In the wake of the US presidential elections, the prospect of tax cuts, deregulation of the financial sector and infrastructure spending awoke animal spirits. Confidence indicators on the outlook for business among large companies, small business owners and consumers surged.
Yet the pace of economic growth slowed to just 1.4% quarter-on-quarter annualised in the first quarter of 2017 (see Exhibit 1 below). A slowdown is not uncommon in the first quarter as the statisticians often have difficulties with the seasonal adjustment of the data, but the tapering-off in consumption – caused by falling real disposable income – was irrefutable.
However, with a strong and tight labour market and further room for growth in the housing market, the US economy should rebound. Looking at these fundamentals, there is room for a solid growth trend in consumption to resume.
What would drive accelerated growth, given that the economic cycle is well advanced?
Business investment relative to gross domestic product (GDP) has recovered and while S&P 500 companies reported strong earnings in the first quarter, domestic business profits in the national accounts, which include a far broader set of companies, appear to have peaked relative to GDP.
Car sales have slowed and there are tentative signs that the number of problematic car loans is rising. And with a chaotic start by the Trump administration, fiscal stimulus and tax reform looks less likely this year. Whatever the outcome of tax cut negotiations in Congress, any package is hardly likely to result in a permanent rise in potential output, which we estimate to be quite low at 1.5% to 1.75%.
Exhibit 1: US real GDP is expected to increase (the graph shows year-on-year real GDP growth in % change and potential trend GDP growth)
Source: CBO, BEA, BNP Paribas Asset Management, as of January 2017
In this context, we expect GDP growth of 2% this year. However, to date, even such a mediocre pace has been enough to take up what slack there is in the labour market.
In June, the US unemployment rate ticked up to 4.4% (from 4.3% in May, the lowest level in a decade). But, even with this tight labour market, wage growth has not meaningfully accelerated. In June, average hourly earnings rose by just 0.8% YoY after inflation.
As a result, the overall level of inflation has remained low. In June, the core consumer price index was up by just 0.12% month-on-month. On a year-on-year basis, core CPI remains at 1.7% and we believe there is a risk that the core personal consumption expenditure (the Fed’s preferred inflation measure) slips yet lower.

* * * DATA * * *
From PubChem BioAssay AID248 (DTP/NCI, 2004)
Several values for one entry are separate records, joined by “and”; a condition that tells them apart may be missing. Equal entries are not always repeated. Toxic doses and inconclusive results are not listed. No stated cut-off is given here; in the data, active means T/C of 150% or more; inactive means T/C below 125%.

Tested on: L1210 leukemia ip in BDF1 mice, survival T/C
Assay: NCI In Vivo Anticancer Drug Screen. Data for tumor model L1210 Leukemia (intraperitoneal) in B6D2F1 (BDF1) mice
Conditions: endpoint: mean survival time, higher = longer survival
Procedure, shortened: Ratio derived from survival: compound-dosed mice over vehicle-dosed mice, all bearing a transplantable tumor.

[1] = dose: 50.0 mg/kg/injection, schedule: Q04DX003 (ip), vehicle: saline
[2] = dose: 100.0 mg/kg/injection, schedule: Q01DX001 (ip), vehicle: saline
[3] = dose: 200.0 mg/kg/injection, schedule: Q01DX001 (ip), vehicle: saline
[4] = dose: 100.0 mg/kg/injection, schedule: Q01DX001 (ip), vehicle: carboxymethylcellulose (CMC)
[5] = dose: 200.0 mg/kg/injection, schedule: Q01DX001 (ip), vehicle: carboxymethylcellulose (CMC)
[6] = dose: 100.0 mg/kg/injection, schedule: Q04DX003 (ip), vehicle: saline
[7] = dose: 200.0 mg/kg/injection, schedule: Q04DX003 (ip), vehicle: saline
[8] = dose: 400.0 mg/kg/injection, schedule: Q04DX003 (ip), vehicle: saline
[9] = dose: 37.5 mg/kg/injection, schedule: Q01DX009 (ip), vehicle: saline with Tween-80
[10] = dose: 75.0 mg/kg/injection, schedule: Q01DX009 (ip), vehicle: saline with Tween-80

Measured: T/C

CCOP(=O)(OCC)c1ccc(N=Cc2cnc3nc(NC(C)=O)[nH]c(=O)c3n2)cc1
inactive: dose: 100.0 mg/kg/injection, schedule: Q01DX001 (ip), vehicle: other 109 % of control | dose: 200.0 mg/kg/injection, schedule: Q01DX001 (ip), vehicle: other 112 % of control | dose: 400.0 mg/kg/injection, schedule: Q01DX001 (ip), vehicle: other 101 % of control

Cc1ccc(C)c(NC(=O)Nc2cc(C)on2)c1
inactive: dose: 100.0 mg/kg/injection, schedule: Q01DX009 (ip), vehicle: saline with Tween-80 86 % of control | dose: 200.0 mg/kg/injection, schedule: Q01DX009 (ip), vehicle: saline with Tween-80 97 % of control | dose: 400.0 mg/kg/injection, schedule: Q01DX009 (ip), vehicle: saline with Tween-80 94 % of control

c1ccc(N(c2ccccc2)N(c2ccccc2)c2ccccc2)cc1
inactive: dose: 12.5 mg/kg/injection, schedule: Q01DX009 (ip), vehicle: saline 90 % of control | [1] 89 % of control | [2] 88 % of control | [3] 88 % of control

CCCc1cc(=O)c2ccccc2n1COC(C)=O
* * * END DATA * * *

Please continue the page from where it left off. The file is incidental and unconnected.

Exhibit 2: Despite the low unemployment rate, wage increases remain moderate
Source: Bloomberg, BNP Paribas Asset Management, as of 06/07/2017
The Federal Reserve (the Fed) and the US economic outlook
After a one-year pause, the Fed raised US policy rates last December and did so again this March and June. It looks set to tighten policy again in December, with most Fed policymakers having expressed a willingness to raise rates at least one more time this year after June.
Currently markets only assign a probability of around 50% to additional rate increases this year. They are more sceptical about the Fed’s median projection of three rate rises in 2018. For now, the US central bank has said it expects the currently slow growth and low inflation to be transitory, but a few officials have said they may change their rate projections if inflation remains below the Fed’s 2% target.
Exhibit 3: The markets do not believe the Fed: the year-end federal funds rate lags the rate projected by policymakers for 2018 and 2019
Source: Federal Reserve, Bloomberg, BNP Paribas Asset Management, as of 06/07/2017
The minutes of the FOMC monetary policy meeting held in early May probably offer a good picture of what is going on in the minds of this group of ‘two-handed economists’.
On the one hand, the discussions by FOMC members confirmed that they were relatively confident in the outlook for the economy and they indicated that an extensive fiscal stimulus plan would probably lead them to tighten policy further.
On the other hand, the FOMC appears to have reached a consensus in the procedure for shrinking the Fed’s crisis-era bloated balance sheet. This will be the next hot topic for Fed watchers in the coming months.
Written on 06/07/2017